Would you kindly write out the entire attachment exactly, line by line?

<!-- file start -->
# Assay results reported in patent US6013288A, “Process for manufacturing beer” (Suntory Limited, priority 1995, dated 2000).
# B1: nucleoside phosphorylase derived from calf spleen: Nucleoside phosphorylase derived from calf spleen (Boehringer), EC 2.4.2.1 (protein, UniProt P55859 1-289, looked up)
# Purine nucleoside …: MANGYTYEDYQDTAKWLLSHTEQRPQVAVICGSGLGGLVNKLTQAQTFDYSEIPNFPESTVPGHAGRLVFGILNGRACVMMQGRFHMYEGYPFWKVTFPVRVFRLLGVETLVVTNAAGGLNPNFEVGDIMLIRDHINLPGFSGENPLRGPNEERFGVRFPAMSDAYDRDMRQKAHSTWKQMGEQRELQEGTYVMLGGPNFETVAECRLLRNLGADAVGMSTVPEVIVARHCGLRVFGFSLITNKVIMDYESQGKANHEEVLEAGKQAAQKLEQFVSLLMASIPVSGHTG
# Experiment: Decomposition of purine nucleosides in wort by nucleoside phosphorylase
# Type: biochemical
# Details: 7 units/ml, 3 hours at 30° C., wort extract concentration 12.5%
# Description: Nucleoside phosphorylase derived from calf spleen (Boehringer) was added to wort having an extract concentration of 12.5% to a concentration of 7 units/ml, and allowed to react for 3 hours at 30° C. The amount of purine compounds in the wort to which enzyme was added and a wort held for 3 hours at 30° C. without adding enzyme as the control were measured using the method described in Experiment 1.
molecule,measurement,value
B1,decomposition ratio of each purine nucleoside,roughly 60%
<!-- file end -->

# Assay results reported in patent US6013288A, “Process for manufacturing beer” (Suntory Limited, priority 1995, dated 2000).
# B1: nucleoside phosphorylase derived from calf spleen: Nucleoside phosphorylase derived from calf spleen (Boehringer), EC 2.4.2.1 (protein, UniProt P55859 1-289, looked up)
# Purine nucleoside …: MANGYTYEDYQDTAKWLLSHTEQRPQVAVICGSGLGGLVNKLTQAQTFDYSEIPNFPESTVPGHAGRLVFGILNGRACVMMQGRFHMYEGYPFWKVTFPVRVFRLLGVETLVVTNAAGGLNPNFEVGDIMLIRDHINLPGFSGENPLRGPNEERFGVRFPAMSDAYDRDMRQKAHSTWKQMGEQRELQEGTYVMLGGPNFETVAECRLLRNLGADAVGMSTVPEVIVARHCGLRVFGFSLITNKVIMDYESQGKANHEEVLEAGKQAAQKLEQFVSLLMASIPVSGHTG
# Experiment: Decomposition of purine nucleosides in wort by nucleoside phosphorylase
# Type: biochemical
# Details: 7 units/ml, 3 hours at 30° C., wort extract concentration 12.5%
# Description: Nucleoside phosphorylase derived from calf spleen (Boehringer) was added to wort having an extract concentration of 12.5% to a concentration of 7 units/ml, and allowed to react for 3 hours at 30° C. The amount of purine compounds in the wort to which enzyme was added and a wort held for 3 hours at 30° C. without adding enzyme as the control were measured using the method described in Experiment 1.
molecule,measurement,value
B1,decomposition ratio of each purine nucleoside,roughly 60%